Does truth serum work?

Previously published Slate articles made new.
Dec. 4 2008 11:39 AM

Does Truth Serum Work?

Or is it all lies?

Indian police announced Wednesday that they'll be administering a "truth serum" to the sole Islamic militant captured during last week's terror attacks on Mumbai. How effective are truth serums? In 2001, Chris Suellentrop investigated. The article is reprinted below.

Illustration by Robert Neubecker.

Four suspected terrorists refuse to talk about what they know about Sept. 11 and Al Qaida's plans for the future, the Washington Post reports: Zacarias Moussaoui, the French Moroccan who wanted to learn how to fly jets but not how to land them; Mohammed Jaweed Azmath and Ayub Ali Khan, the two Indians who deplaned in St. Louis on the morning of Sept. 11 when all flights were ordered to land and were detained the next day in Fort Worth, Texas, after they were found with box cutters, hair dye, and $5,000 in cash; and Nabil Almarabh, a former Boston cabdriver thought to have ties to Al Qaida. A former senior FBI official proposed that investigators could use a "truth serum" to get the four suspects to talk. Does truth serum work?

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Not in the sense that it makes people tell the truth. So-called truth serums lower your inhibitions, and as a result you may become chattier but not necessarily more truthful. Losing your inhibitions isn't the same as losing your self-control. Subjects who have been administered a "truth serum" can lie, they can fantasize, and they can be manipulated into telling falsehoods by an interviewer's suggestions and cues.

Depressants   such as scopolamine, sodium amytal, and sodium pentothal were first touted as truth serums in the early 20th century. * Because they inhibit control of the central nervous system, truth serums were supposed to induce a hypnotic "twilight" state that elicited a mechanical recitation of truth. In reality, though, the only good truth serums are found in bad science fiction.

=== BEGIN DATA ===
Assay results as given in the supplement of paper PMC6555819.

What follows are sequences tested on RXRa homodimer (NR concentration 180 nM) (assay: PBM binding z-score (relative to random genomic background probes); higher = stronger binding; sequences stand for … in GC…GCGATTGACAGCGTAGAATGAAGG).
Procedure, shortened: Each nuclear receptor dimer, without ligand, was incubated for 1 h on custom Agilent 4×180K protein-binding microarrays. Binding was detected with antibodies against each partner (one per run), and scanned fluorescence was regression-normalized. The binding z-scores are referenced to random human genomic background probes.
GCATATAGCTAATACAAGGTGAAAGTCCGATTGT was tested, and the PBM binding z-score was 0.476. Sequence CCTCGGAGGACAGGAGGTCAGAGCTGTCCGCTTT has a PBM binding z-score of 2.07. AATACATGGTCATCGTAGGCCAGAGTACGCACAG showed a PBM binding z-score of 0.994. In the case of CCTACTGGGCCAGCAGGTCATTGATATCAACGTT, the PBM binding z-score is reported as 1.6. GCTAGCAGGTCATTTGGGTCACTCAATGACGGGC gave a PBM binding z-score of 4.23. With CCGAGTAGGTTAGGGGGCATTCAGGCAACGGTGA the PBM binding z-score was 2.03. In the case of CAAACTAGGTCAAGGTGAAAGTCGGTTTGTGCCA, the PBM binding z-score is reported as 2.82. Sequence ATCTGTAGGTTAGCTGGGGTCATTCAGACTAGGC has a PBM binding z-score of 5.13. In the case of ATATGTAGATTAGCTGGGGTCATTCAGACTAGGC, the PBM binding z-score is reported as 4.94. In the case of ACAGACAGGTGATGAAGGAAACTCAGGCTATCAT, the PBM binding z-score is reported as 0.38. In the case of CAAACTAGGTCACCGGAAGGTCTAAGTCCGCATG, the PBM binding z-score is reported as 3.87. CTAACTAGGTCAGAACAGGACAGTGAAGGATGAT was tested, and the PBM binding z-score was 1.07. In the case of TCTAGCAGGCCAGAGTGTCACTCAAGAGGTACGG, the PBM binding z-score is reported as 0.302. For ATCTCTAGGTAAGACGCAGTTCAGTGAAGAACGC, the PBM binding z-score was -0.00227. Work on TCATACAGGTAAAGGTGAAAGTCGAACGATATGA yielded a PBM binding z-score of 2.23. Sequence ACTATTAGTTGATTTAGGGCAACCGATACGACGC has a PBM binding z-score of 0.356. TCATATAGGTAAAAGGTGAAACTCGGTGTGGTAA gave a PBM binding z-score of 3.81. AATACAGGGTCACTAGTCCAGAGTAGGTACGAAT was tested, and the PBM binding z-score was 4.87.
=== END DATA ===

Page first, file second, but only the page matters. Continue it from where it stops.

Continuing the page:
Researchers could have found a much older (and equally unreliable) claim of truth-telling for a similar drug in the old phrase in vino veritas. As Lindsey vs. United States, a 1956 federal appeals court decision, found, "The intravenous injection of a drug by a physician in a hospital may appear more scientific than the drinking of large amounts of bourbon in a tavern, but the end result displayed in the subject's speech may be no more reliable." If a terrorist has something he wants to get off his chest, he may be more apt to tell you about it while drunk or drugged. But you might learn about his propensity to wear his mother's burqa when he was a child, or his sinful crush on Madonna, and not his plan to blow up the Eiffel Tower. Or he may tell you lies, or he may tell you nothing at all.

The Supreme Court decided in 1963 that a truth serum-induced confession was unconstitutionally coerced. More recently, state courts have found truth serum-induced testimony to be scientifically unreliable and inadmissible.

Explainer addendum: Just because the Supreme Court rejected the use of truth serum in the past doesn't mean it will in the future. As Explainer pointed out recently, the Supreme Court wrote in June that terrorism may require "heightened deference to the judgments of the political branches with respect to matters of national security." So the former FBI official quoted by the Post could be right that "you could reach a point where they allow us to apply drugs to a guy." But that doesn't mean that applying drugs to a guy would necessarily do any good.

Got a question about today's news? Ask the Explainer.

Correction, Nov. 10, 2009: The original described scopolamine as a barbiturate. It's actually a tropane alkaloid. (Return to the corrected sentence.)

Chris Suellentrop is the deputy editor for blogs at Yahoo News and a contributing writer for the New York Times Magazine. He has reviewed video games for Slate, Rolling Stone, and NewYorker.com. Follow him on Twitter.

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